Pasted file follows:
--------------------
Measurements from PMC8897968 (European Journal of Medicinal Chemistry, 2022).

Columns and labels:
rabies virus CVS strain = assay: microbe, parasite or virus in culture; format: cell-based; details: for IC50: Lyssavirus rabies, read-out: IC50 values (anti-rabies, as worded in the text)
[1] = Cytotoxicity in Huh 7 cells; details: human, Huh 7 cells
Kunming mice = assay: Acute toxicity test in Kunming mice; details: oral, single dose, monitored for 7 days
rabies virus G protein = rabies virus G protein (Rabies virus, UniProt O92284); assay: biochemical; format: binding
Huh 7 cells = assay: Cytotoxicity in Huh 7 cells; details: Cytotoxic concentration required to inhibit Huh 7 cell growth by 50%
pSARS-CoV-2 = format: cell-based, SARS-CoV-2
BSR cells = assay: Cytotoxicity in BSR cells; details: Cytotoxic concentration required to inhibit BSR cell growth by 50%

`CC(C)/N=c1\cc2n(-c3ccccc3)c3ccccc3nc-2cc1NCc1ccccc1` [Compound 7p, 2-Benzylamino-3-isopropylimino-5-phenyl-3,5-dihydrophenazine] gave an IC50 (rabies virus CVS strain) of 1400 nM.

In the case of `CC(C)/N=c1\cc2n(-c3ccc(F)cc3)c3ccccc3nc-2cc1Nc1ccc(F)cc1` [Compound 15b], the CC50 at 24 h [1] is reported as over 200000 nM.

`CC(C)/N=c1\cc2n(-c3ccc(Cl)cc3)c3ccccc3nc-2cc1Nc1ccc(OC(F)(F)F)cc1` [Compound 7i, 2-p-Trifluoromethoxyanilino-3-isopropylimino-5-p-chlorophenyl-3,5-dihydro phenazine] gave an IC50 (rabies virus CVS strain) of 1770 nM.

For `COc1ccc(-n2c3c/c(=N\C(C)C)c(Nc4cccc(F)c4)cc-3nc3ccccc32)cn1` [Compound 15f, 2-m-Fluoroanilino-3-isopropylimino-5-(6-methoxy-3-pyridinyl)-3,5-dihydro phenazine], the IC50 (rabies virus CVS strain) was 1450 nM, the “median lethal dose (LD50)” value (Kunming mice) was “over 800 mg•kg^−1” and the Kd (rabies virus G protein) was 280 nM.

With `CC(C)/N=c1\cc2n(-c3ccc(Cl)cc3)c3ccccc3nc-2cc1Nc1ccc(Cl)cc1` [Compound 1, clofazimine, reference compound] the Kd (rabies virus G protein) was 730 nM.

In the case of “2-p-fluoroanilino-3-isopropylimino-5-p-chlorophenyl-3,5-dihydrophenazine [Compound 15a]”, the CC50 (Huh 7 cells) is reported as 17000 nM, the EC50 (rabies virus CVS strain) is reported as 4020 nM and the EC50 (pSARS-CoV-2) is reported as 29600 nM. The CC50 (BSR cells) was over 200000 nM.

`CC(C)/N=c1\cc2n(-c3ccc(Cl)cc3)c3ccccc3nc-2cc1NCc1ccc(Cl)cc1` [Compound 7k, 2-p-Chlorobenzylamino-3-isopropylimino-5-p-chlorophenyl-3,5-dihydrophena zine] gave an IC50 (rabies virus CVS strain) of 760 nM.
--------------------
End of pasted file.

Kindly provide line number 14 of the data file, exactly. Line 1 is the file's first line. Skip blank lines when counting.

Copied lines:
With `CC(C)/N=c1\cc2n(-c3ccc(Cl)cc3)c3ccccc3nc-2cc1Nc1ccc(Cl)cc1` [Compound 1, clofazimine, reference compound] the Kd (rabies virus G protein) was 730 nM.